So, Licht had some personal weaknesses and made some bad decisions that contributed to his failure. A different CEO with the same mission might have engendered more good will, had a bit more success and lasted longer in the job. But we all know that ratings are the name of the game, and irrespective of whether the industry as a whole is doomed, Licht oversaw a catastrophe in this area. In March, when Nielsen found a 61 percent decline in CNN’s ratings, Zaslav too responsibility and aggressively defended Licht’s performance.

Despite the poor ratings, Licht has the support of his boss, Warner Bros. Discovery CEO David Zaslav, who gave a pep talk to network managers urging them to steer clear of politically oriented commentary and partisanship.

“Ratings be damned,” he said. “Let’s focus on who we are. This is our mission. This is our legacy. And this is our journey together.”

…CNN saw strong ratings under the leadership of Licht’s predecessor, Jeff Zucker, and Zaslav said he recognized that a more partisan approach could bring more viewers and money, but that “it’s not what I came here to do,” according to a transcript of Zaslav’s speech.

You can see an obvious logical tension in Zaslav’s responses here, as everyone knows you cannot long ignore ratings. The theory was that they could improve ratings by avoiding “politically oriented commentary and partisanship,” and as long as that was not proving out everyone’s job was at risk.

The obvious question to ask by March was whether or not the premise was flawed. Maybe they just needed more time. Maybe the problem was in the execution. But you couldn’t just say “ratings be damned, we have a mission and we’re on a journey together.” That’s an ideological project completely unsuitable for a for-profit enterprise with investors.

By focusing on an industry-wide decline, Smith gives Zaslav and Licht a pass on this. It’s one thing to say that cable news ratings are trending down and no amount of good leadership can do anything to reverse it. But we can still look at how networks are preforming relative to each other. CNN has done the worst in the post-Trump era.

Now, there’s an argument that CNN’s attempted transformation is really driven by Zaslav’s right-wing mentor John Malone who is a major investor and sits on the board. Under this theory, the idea is to stamp out CNN’s supposed liberal bias as a way of helping the Republican Party, and ratings be damned. I can’t completely discount this possibility, but I know that major investors generally don’t like to see their money disappear. Whether it’s his first priority or not, I assume Malone wants CNN to get good ratings. And if he truly doesn’t care, the rest of the investors surely do.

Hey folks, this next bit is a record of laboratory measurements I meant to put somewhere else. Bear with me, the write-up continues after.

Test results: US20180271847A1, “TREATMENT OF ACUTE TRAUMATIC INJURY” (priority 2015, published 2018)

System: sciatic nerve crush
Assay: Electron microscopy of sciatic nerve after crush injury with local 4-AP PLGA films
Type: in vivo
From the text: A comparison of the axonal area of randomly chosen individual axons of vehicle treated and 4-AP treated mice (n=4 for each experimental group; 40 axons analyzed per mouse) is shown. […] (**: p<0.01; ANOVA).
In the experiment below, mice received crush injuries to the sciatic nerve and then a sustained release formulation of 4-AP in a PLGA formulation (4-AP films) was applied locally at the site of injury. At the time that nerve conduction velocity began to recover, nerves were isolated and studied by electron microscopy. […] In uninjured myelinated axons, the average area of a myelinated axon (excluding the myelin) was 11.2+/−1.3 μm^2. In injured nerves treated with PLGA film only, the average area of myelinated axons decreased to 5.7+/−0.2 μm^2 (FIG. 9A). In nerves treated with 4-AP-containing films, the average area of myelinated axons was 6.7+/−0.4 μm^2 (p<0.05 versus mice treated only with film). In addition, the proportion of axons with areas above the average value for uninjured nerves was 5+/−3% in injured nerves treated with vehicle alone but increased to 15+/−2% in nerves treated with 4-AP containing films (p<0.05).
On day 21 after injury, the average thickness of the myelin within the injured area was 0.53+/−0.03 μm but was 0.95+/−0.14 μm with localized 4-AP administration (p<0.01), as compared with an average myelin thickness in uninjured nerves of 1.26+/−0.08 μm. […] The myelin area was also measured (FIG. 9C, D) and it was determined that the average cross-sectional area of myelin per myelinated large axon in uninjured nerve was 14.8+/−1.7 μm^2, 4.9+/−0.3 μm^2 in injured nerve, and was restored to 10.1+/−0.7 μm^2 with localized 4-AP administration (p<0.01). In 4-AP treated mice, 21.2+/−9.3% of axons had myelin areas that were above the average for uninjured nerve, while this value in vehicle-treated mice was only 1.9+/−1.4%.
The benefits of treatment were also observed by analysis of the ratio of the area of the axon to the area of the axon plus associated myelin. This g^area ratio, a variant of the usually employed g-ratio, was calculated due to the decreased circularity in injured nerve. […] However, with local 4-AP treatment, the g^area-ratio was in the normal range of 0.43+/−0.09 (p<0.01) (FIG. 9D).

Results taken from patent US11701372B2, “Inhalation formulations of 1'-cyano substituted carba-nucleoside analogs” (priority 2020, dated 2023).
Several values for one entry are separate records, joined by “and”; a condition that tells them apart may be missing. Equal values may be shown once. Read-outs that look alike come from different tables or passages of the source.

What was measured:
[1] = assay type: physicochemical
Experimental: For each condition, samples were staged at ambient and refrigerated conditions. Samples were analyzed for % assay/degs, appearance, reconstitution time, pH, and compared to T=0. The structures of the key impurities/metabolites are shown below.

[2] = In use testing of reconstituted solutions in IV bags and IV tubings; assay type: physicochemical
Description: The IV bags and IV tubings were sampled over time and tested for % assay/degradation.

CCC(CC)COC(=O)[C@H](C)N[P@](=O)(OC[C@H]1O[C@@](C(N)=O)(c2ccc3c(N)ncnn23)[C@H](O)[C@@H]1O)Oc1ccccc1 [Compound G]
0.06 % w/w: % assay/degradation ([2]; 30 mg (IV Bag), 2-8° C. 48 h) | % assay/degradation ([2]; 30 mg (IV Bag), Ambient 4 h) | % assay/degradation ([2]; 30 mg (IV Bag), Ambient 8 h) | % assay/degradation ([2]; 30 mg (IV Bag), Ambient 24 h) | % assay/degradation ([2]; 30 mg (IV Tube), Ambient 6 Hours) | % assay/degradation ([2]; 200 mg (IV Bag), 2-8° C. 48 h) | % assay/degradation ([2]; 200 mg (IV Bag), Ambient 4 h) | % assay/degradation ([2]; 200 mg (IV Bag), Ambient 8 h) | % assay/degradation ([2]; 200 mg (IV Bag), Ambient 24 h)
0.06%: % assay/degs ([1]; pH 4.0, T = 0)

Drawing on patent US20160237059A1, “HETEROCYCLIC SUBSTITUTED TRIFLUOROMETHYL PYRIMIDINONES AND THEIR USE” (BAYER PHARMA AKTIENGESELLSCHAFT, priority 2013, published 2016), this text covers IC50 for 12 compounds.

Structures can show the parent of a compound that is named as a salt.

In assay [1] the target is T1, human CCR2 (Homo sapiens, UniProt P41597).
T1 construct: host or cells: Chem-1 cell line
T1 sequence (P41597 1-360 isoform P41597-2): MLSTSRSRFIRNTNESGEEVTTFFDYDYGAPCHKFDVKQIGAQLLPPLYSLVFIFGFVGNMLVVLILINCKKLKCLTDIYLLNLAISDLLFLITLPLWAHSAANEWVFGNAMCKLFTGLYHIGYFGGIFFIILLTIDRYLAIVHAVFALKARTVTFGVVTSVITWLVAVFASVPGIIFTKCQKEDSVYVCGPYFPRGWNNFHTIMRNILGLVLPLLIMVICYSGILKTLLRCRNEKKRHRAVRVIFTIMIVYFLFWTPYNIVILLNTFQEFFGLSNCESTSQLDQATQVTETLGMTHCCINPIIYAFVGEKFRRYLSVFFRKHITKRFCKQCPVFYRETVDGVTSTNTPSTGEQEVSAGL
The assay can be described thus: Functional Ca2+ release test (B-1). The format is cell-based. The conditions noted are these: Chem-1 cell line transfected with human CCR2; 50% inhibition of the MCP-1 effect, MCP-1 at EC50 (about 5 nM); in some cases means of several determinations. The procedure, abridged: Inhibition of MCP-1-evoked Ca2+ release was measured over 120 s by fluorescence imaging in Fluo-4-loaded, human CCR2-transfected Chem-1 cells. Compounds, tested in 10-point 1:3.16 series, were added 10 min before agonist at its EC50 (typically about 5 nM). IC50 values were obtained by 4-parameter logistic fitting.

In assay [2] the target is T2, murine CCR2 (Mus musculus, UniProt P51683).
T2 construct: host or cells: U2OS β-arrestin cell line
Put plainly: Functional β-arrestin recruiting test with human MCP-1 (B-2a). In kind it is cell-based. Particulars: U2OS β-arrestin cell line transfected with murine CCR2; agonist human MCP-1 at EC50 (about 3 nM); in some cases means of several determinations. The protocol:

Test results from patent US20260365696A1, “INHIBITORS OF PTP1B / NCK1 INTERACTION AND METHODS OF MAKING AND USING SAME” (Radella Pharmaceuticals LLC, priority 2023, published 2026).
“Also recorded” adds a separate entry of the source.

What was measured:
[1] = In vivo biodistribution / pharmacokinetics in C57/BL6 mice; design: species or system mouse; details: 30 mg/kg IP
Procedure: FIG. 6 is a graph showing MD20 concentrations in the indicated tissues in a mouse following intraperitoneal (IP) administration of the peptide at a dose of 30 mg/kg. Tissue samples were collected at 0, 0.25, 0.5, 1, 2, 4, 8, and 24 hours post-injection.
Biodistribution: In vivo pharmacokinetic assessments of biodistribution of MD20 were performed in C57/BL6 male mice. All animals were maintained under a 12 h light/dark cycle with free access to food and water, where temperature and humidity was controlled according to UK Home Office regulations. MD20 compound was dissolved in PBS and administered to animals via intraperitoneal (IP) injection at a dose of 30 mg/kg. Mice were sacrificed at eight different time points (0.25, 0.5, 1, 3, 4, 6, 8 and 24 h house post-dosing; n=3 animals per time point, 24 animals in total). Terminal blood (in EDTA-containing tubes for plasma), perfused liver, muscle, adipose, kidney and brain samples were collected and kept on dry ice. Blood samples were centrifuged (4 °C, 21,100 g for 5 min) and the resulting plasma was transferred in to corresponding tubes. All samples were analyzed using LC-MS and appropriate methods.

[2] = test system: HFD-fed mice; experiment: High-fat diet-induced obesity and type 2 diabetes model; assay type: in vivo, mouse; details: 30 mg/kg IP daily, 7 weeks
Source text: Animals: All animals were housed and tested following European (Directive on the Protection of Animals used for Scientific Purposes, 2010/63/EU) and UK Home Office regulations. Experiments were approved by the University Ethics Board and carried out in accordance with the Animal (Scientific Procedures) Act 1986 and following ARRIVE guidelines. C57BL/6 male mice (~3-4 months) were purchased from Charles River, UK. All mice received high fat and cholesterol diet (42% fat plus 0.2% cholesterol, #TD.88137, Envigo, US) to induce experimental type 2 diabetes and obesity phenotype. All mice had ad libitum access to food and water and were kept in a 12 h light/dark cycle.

For my money, CNN’s ratings are down because the natural audience for politically-themed television is partisan. How many people avidly watch sports without rooting for one team over the other? It’s a small percentage.

Finally, imagine if after losing the Super Bowl in January the owner of the Philadelphia Eagles had stolen the Vince Lombardi Trophy from the Kansas City Chiefs and the police and natural guard had to be called out to get it back by fighting off a mob of Eagles fans who had been convinced the game was rigged. That mob is who Zaslav and Licht sought to respect and win back. They called this a “centrist, just-the-facts bent.”

The plan might have had some minuscule chance of success if Trump had gone away, but far from disappearing he’s the frontrunner for the Republican Party’s presidential nomination in 2024. That means CNN doesn’t have the time and space to gradually drift back to the center as the fever of Trumpism dissipates. Instead, the found themselves hosting a partisan town hall for him, effectively taking the side of the trophy-stealers.

So, what does Licht’s failure represent?

I think it shows that it’s impossible to try to shoot down the middle when one side is fascist without siding with the fascists. I think it shows the limited appeal of “both sides” journalism, particularly in the Age of Trump. I think Zaslav’s whole idea is wrong and doomed. So, I don’t agree with Smith that the story here is about cable news in general. I think this is one of the biggest fuckups in media history, and it’s particular to the people running Warner Bros. Discovery and CNN.